CUSP, Events, Open Psychology Research Centre

Opening Psychology Launch highlights 3 – Critical Social Psychology presentations

As part of the launch programme for the School’s new research centre, we feature online research presentations from Dr Karen Hagan, on bullying, and Dr David Kaposi, on Milgram and implicit violence. Hold these dates!

Attend the whole launch programme or select the events that interest you. Full details of the programme can be found here https://www.open.ac.uk/centres/psychology/sites/www.open.ac.uk.centres.psychology/files/files/events/OPENPSY-CENTRE%20LAUNCH-PROGRAMME-2021.pdf

Registration is free and now open on this link

Open Psychology Research Centre website: https://www.open.ac.uk/centres/psychology/ 

Tuesday 29th June

9.40 a.m. 

Dr Karen Hagan

Critical and discursive psychological approaches to bullying

Bullying is a broad concept describing a spectrum of abuses of power that function to harm individuals and groups.  Much bullying is initiated, conducted and permitted through discourse, so psychological researchis shifting to take greater account of the role of language.  Wetherell’s Critical Discursive Psychology integrates ‘macro-level’ social discourses and ‘micro-level’ interactions. Illustrating this approach with a number of examples (e.g. from the Openlearn Resource Join the Resistance), this talk will address the importance of how acts of bullying are understood and  some implications for the design of interventions.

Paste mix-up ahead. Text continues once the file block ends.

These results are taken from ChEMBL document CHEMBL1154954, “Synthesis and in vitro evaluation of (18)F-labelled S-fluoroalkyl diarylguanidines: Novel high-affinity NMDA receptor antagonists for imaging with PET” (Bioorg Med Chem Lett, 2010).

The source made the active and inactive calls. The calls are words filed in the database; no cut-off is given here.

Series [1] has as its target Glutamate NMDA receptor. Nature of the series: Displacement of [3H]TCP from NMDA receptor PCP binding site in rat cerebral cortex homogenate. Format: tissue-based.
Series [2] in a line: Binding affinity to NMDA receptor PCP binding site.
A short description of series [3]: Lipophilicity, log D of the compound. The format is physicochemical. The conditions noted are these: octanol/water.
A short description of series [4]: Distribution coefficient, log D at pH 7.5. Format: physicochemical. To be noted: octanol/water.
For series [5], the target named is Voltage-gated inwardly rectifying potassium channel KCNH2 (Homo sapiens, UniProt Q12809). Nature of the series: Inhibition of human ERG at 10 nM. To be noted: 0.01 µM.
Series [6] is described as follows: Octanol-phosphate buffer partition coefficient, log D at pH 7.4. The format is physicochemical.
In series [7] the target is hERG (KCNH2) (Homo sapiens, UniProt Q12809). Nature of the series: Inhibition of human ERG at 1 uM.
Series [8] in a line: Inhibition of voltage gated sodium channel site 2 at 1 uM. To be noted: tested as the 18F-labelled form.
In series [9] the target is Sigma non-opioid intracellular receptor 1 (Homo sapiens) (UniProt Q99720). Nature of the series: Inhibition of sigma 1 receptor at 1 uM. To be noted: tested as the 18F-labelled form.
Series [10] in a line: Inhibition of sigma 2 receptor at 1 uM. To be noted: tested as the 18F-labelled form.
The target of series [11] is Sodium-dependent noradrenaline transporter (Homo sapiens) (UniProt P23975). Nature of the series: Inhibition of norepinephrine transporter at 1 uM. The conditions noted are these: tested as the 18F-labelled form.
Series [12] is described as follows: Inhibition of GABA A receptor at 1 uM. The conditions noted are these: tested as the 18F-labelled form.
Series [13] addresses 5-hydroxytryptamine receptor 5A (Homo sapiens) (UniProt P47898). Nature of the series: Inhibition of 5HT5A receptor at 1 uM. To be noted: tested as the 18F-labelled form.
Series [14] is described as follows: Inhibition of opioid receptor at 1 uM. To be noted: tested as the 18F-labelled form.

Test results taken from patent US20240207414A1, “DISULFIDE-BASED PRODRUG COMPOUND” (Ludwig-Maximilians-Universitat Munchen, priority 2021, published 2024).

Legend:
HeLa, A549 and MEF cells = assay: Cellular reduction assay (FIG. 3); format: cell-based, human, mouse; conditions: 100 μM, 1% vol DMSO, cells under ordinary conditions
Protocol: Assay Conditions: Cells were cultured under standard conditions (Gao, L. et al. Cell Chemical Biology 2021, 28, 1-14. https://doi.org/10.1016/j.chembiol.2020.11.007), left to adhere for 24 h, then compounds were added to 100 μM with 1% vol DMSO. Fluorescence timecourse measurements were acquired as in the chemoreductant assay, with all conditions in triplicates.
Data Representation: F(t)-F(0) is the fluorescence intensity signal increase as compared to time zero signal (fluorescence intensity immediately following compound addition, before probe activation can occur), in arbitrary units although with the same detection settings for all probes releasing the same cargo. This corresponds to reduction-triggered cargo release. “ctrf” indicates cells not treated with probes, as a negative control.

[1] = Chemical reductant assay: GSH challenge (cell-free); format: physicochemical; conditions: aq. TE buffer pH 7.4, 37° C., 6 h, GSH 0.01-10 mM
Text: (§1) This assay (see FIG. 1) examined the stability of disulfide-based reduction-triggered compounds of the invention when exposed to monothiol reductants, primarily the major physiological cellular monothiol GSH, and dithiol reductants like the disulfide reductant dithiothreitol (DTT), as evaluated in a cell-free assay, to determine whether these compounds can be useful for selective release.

9.50 a.m.

Dr David Kaposi   

Beyond Milgram: Towards a theory of implicit violence

Why did they do it?!  Stanley Milgram infamous obedience experiments left us with a monstrous puzzle. Starting with Milgram himself, psychologists and social scientists have for 60 years engaged in a largely frustrating search to adequately understand the conduct of the experiment’s obedient participants. Why did ordinary citizens keep administering electric shocks against a victim’s will and painful cries, on the simple say-so of a grey-coated experimenter?! Reporting an empirical analysis of 140 experimental sessions, this presentation will review Milgram’s standardised repertoire and reveal an unlikely candidate accounting for his successfully keeping participants obedient. The finding will then be expanded towards a theory of implicit violence – a framework to potentially help us understand not only Milgram’s violence, but beyond.

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